Allen Campbell

Allen Campbell (December 30, 1956 - August 20, 1994) was an American zookeeper and elephant trainer and handler in his hometown of Jacksonville, Florida before moving to work in the Baton Rouge Zoo in the mid-1970s as the elephant keeper and trainer.

Allen Campbell
Born(1956-12-30)December 30, 1956
DiedAugust 20, 1994(1994-08-20) (aged 37)
Cause of deathCrushed by the elephant Tyke
OccupationZookeeper, elephant trainer and handler

He also ran the first elephant ride there. He advanced elephant care at the Baton Rouge Zoo by insisting that all of the elephants not just should but must be fed and watered and their enclosure cleaned every night as well as every day. He usually did this himself and was known to be a workaholic. He contracted to run the elephant ride and provide a baby elephant mascot for the Denver Zoo in 1986. He worked as an elephant consultant for many zoos including the National Zoo in Washington, D.C. He was heavily influenced by circus trainer Rex Williams and his life's ambition was to have a circus elephant act. He eventually worked as an elephant trainer for The Hawthorn Corporation.

Campbell was crushed to death on August 20, 1994, at the Neal S. Blaisdell Center in Honolulu, Hawaii, after attempting to save fellow co-worker Dallas Beckwith from the performing elephant Tyke, who had run amok. This is the same elephant that, according to USDA and Canadian law enforcement documents, while performing with Tarzan Zerbini Circus, was involved when "The elephant handler was observed beating the elephant in public to the point [where] the elephant was screaming and bending down on three legs to avoid being hit. Even when the handler walked by the elephant after this, the elephant screamed and veered away, demonstrating fear from his presence."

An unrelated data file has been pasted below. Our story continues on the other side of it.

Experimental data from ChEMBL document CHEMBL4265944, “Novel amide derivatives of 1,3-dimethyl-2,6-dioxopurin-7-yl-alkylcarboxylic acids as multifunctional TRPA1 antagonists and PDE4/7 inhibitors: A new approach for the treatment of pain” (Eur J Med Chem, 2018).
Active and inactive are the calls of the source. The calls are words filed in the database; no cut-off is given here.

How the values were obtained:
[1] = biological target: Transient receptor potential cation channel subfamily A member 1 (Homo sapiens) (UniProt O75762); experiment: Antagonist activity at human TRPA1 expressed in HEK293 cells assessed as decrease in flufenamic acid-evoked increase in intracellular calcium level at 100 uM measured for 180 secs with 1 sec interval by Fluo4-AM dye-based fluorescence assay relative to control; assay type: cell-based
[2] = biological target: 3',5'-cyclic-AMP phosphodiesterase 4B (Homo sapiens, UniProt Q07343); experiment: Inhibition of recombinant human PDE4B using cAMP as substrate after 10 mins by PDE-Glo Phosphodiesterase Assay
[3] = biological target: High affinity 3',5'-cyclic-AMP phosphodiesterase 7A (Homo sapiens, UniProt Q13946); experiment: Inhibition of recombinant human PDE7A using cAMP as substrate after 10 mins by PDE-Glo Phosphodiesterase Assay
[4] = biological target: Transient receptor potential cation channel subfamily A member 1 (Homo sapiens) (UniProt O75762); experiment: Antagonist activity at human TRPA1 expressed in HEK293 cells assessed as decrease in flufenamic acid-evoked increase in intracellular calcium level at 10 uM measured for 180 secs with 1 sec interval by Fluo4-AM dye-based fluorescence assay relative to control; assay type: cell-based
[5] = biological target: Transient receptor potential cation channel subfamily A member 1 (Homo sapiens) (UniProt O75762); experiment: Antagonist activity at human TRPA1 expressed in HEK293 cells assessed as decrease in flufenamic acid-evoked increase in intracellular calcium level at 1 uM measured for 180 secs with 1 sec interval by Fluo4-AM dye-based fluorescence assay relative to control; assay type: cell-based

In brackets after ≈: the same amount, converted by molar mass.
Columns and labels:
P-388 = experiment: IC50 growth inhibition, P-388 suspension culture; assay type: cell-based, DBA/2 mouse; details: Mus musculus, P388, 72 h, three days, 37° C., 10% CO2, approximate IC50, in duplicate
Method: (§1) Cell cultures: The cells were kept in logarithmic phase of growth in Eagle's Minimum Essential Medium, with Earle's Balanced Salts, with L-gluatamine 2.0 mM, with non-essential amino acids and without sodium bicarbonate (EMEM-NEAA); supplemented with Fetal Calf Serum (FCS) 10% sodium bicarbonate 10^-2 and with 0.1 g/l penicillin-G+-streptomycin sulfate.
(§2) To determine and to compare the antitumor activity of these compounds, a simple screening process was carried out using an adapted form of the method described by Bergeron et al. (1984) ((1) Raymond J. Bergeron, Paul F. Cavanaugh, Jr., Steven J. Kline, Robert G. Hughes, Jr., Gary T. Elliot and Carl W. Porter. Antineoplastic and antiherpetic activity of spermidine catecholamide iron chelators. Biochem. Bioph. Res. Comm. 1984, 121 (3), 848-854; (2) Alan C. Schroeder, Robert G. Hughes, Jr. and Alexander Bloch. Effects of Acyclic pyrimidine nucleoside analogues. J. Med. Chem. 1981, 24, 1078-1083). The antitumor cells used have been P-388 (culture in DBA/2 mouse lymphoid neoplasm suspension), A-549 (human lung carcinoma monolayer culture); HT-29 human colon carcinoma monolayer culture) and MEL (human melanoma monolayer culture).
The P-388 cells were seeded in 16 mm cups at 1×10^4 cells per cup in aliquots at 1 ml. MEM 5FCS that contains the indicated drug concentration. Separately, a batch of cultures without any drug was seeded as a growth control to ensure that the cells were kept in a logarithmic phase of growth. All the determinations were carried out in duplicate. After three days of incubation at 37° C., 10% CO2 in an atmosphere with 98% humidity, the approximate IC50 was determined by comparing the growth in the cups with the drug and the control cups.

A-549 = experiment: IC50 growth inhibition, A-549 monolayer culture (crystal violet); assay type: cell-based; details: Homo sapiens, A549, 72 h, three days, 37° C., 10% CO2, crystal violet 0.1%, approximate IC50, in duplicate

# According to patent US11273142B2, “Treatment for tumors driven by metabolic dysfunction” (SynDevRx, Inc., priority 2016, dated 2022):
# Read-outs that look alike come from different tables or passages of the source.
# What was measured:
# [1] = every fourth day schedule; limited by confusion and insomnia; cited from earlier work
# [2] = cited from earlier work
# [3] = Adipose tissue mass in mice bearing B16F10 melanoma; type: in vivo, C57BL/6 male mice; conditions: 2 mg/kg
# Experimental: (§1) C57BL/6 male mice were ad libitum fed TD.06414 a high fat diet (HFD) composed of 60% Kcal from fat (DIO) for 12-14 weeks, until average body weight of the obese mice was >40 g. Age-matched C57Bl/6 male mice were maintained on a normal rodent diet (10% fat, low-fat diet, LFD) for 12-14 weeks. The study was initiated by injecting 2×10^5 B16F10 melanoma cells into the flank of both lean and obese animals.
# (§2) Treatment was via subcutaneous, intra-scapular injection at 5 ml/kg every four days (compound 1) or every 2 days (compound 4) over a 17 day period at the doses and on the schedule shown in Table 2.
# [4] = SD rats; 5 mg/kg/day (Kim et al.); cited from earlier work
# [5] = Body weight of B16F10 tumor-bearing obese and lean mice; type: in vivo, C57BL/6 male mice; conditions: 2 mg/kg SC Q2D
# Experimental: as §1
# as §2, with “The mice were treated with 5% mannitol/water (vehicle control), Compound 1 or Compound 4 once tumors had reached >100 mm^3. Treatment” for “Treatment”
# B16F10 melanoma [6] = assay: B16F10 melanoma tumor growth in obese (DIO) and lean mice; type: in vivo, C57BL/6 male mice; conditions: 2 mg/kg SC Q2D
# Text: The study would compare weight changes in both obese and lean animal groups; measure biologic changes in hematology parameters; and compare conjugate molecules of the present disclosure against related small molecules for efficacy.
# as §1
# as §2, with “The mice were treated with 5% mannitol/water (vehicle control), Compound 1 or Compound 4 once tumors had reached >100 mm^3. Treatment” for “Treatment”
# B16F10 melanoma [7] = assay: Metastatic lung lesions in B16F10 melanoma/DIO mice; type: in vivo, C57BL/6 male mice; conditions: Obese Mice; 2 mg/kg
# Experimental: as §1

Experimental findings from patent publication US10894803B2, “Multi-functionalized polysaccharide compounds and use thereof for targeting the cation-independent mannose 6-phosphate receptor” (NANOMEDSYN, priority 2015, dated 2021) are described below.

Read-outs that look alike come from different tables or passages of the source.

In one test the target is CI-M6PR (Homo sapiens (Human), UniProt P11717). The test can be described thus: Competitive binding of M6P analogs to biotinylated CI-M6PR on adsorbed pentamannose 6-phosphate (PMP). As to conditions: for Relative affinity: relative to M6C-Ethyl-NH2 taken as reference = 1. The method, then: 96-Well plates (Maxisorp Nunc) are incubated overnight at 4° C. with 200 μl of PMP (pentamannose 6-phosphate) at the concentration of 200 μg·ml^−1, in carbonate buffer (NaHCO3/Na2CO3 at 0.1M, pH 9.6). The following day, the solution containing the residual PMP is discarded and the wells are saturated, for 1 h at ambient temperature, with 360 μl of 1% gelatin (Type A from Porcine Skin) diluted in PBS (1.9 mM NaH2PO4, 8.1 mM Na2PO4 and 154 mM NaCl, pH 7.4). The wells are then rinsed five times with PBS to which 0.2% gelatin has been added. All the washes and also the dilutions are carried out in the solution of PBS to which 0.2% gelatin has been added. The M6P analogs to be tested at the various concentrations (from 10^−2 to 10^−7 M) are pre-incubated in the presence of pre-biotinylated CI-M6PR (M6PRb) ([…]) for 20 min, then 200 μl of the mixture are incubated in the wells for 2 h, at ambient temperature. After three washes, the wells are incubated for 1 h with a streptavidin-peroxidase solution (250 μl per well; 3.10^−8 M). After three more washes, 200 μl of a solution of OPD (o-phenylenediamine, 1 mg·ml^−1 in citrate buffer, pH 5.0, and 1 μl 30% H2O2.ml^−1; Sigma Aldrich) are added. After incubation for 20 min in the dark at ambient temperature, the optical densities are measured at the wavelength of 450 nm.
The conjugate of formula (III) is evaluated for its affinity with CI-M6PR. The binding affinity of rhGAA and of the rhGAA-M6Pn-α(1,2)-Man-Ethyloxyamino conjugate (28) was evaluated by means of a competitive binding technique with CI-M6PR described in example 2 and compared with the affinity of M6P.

Allen Campbell's autopsy revealed that he had cocaine in his system, which he had obtained from another animal trainer friend of his also in the circus as well as alcohol at the time of his death.[1][2] Officials at the Denver Zoo confirm that Campbell was the subject of complaints in the late 1980s that he abused zoo elephants while running an elephant and camel ride concession in Denver.[2]

ReferencesEdit

  1. ^ Sahagun, Louis. Elephants Pose Giant Dangers", The Los Angeles Times, published October 11, 1994, accessed December 26, 2007. Archived October 6, 2012, at the Wayback Machine
  2. ^ a b Parsons, Jim (November 21, 2002). "Elephant Was Exposed To Violence". wtae.com. WTAE-TV. Archived from the original on July 24, 2011. Retrieved December 26, 2007.